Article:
By | 1 December 2013
A few words, numbers, a portrait always
Each the same, but different
Reich mark, Zloty, Franc, Pound, Dollar
Hope? Or maps of misery with funny names
Always held so tightly

For some, keys to unlock the gate
From the grey place so many could not leave
Where laughter-and-death waltz, hope abandoned
And still too many forgotten dreams
Sit somewhere in a dark and dusty drawer

How much breath passed with each note? What heart beat with panic or pleasure at the moment of exchange? People live together in families, but who are we really? In times of trouble, the answer can be an ID card or the thickness of the wallet. But money is not money. It is a promise of ‘Hopes and Dreams.’ To have this promise fulfilled we carry other artefacts to tell others, or to hide from them who we are: an enemy of the state, a hero of the revolution, a traitor not quite forgiven, or a child of any of them. Daniela Lewandowski’s Polish and Prussian parents, who survived World War II, brought these artefacts with them to Australia. These are part of their legacy: breath, heartbeat, hopes and dreams.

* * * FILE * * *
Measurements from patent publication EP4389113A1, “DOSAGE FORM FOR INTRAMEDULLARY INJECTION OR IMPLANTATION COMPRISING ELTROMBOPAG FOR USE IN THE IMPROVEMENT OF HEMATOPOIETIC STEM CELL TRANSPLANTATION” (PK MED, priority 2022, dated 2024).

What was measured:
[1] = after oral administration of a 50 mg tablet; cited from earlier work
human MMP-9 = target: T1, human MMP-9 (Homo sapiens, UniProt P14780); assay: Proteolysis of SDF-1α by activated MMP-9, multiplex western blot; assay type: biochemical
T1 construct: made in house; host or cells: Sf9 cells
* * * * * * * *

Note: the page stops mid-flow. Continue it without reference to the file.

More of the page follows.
Return to Story Circle: The Transnational Story Hub and the Inspiraciones Literarias, a chapbook curated by Merlinda Bobis.

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